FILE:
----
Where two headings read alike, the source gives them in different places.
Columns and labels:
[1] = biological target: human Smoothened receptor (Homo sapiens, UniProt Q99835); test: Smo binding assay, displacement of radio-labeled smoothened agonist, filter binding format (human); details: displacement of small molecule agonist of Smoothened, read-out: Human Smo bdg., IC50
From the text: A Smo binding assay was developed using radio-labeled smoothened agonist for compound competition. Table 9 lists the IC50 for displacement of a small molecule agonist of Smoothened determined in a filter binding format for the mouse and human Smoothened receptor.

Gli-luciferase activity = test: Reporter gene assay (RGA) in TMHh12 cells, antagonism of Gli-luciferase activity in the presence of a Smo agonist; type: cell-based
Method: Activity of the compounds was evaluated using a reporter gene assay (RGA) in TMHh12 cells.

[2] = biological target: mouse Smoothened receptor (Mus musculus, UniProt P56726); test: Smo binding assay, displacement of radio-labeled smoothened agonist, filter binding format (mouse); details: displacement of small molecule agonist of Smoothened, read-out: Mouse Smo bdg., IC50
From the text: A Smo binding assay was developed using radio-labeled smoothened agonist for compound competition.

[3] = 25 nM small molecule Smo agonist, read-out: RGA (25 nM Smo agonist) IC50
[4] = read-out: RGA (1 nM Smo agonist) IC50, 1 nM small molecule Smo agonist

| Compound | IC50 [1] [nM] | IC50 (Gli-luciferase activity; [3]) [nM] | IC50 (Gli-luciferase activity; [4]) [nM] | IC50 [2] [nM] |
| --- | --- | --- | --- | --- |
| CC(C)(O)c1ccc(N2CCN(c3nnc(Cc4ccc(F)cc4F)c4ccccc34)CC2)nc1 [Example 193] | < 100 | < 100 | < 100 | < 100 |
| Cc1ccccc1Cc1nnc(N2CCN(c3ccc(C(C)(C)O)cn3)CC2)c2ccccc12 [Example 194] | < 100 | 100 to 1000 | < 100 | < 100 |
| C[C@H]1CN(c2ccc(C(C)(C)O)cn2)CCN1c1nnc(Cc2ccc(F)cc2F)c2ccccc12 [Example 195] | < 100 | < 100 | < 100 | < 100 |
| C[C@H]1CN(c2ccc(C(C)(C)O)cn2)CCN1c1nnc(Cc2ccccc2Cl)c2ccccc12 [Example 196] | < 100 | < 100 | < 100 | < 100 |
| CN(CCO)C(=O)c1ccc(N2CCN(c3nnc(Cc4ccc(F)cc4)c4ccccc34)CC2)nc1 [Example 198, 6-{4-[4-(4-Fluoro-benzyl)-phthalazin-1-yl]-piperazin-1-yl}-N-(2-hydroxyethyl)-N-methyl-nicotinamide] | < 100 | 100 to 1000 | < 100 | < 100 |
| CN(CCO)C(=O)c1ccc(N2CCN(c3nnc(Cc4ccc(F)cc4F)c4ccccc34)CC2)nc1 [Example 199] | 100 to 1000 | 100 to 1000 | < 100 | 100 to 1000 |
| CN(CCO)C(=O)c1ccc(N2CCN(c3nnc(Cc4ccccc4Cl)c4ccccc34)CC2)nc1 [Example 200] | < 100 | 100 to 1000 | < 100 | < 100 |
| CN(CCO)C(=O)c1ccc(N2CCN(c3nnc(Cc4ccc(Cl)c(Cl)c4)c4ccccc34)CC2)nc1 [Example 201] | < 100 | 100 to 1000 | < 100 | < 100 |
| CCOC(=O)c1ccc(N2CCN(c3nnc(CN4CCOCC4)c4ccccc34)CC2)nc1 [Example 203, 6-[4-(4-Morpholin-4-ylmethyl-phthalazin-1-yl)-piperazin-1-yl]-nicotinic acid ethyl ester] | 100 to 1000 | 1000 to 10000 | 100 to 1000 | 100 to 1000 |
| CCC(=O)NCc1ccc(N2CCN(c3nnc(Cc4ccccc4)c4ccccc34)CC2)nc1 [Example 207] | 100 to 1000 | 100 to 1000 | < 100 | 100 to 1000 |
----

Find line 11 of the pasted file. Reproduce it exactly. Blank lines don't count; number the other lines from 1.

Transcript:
| Compound | IC50 [1] [nM] | IC50 (Gli-luciferase activity; [3]) [nM] | IC50 (Gli-luciferase activity; [4]) [nM] | IC50 [2] [nM] |